All our psychologists are members of the Australian Psychological
Society and our practitioners are fully qualified professionals
The essential feature of Stuttering is a disturbance in the normal fluency and time patterning or speech that is inappropriate for the individual’s age. This is characterised by frequent repetitions or prolongations of sounds or syllables. The disturbance in fluency interferes with academic and occupational achievements as well as social communication. If a speech- motor or sensory deficit or a neurological disorder id present then stuttering will not be diagnosed. Stuttering may be accompanied by motor movements ( e.g., eye blinks, tics, tremors of the lips or face). Stress or anxiety are shown to exacerbate Stuttering. Stuttering usually becomes known typically between the ages of 2 and 7 years starting gradually and tending to be episodic. Estimates of recovery are between 20% to 80%, additionally some individuals also recover spontaneously usually before 16 years.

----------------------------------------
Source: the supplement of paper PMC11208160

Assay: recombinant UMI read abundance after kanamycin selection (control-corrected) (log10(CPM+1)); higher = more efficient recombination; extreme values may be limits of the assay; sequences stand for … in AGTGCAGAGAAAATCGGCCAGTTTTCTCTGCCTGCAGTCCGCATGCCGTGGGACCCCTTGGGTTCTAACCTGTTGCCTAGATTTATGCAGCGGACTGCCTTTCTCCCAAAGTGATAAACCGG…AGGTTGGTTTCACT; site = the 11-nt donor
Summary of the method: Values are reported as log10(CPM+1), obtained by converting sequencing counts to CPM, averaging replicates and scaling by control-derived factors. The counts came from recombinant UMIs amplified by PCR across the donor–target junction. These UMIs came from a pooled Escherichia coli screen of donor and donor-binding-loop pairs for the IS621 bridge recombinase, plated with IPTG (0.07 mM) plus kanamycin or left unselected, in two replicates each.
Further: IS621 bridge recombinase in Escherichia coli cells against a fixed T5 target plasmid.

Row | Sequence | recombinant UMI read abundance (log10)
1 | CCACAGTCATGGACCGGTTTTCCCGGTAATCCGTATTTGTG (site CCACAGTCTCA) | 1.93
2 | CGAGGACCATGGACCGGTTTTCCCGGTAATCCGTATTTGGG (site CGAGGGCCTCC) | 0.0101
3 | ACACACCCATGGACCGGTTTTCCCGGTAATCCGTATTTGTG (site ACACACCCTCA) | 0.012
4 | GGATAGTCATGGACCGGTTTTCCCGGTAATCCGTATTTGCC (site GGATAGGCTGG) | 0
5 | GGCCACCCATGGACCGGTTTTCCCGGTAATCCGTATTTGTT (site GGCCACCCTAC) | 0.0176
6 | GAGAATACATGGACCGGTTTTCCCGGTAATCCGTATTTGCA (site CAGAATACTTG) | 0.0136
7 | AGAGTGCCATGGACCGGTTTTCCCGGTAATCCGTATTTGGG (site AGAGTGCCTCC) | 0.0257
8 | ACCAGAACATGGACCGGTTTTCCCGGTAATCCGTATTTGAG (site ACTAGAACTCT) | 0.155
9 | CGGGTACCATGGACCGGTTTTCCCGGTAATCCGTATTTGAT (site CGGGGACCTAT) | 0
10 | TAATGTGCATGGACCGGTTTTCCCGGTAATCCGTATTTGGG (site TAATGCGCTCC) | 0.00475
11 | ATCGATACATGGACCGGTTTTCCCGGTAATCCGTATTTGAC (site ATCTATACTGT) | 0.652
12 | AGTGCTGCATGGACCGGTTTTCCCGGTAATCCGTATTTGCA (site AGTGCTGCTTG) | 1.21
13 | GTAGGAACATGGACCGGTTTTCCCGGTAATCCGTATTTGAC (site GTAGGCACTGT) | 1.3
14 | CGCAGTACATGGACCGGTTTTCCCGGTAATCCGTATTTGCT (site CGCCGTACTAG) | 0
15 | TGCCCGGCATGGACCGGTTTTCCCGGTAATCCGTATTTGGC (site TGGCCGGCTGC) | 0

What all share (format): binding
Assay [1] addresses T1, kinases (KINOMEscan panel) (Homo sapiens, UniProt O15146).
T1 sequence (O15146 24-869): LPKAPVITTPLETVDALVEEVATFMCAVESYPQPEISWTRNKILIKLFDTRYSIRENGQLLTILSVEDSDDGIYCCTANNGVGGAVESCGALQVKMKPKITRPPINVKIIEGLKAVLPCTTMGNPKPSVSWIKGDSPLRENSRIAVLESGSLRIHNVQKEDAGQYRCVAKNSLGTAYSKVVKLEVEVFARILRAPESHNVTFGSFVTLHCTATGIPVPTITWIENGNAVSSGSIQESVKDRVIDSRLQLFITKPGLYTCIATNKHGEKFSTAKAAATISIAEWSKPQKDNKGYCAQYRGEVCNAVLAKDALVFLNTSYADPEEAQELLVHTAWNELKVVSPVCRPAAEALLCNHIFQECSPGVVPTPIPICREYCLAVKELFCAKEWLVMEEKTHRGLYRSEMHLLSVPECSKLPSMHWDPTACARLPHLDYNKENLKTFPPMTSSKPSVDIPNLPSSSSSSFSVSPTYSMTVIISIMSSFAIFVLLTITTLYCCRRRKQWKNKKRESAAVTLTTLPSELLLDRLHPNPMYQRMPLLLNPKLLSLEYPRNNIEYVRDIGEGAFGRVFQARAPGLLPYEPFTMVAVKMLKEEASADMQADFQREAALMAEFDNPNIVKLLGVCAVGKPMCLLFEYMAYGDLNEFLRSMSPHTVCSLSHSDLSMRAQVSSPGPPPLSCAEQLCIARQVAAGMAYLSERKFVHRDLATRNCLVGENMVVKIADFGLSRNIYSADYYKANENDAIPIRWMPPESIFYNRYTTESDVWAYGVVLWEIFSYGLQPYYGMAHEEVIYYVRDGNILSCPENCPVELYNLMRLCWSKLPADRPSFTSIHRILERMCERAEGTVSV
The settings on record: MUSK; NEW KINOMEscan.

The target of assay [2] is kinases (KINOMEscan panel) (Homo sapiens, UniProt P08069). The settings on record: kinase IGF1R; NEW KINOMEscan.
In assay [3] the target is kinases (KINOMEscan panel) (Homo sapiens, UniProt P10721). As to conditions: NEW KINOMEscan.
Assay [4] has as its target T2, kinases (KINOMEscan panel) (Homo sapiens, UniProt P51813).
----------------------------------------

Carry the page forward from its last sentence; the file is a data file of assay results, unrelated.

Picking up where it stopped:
American Psychiatric Association: (2000) Diagnostic and Statistical Manual of Mental Disorders (4th Edition.). Text Revision. Washington, DC, American Psychiatric Association.